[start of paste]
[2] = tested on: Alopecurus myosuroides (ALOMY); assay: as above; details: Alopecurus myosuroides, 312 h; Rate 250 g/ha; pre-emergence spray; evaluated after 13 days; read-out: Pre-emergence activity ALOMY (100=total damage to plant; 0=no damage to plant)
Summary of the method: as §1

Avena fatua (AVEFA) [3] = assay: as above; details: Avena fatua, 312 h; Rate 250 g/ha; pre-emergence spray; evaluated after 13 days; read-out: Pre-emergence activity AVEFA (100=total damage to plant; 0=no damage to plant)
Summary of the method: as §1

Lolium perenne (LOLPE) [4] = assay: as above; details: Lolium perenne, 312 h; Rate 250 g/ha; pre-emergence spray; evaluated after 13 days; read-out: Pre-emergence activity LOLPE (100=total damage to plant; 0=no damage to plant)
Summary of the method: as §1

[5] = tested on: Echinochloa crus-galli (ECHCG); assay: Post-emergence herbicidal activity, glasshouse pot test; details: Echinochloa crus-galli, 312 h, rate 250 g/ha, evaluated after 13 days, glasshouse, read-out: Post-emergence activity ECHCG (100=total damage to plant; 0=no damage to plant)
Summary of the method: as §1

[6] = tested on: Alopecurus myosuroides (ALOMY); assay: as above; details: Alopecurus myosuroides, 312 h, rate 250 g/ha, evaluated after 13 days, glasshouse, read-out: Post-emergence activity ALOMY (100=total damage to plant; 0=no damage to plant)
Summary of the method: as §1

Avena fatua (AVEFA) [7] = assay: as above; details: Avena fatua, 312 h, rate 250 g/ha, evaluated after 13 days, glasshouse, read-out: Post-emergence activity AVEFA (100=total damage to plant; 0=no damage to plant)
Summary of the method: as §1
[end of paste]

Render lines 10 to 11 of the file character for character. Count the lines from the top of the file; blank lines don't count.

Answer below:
Summary of the method: as §1

Avena fatua (AVEFA) [7] = assay: as above; details: Avena fatua, 312 h, rate 250 g/ha, evaluated after 13 days, glasshouse, read-out: Post-emergence activity AVEFA (100=total damage to plant; 0=no damage to plant)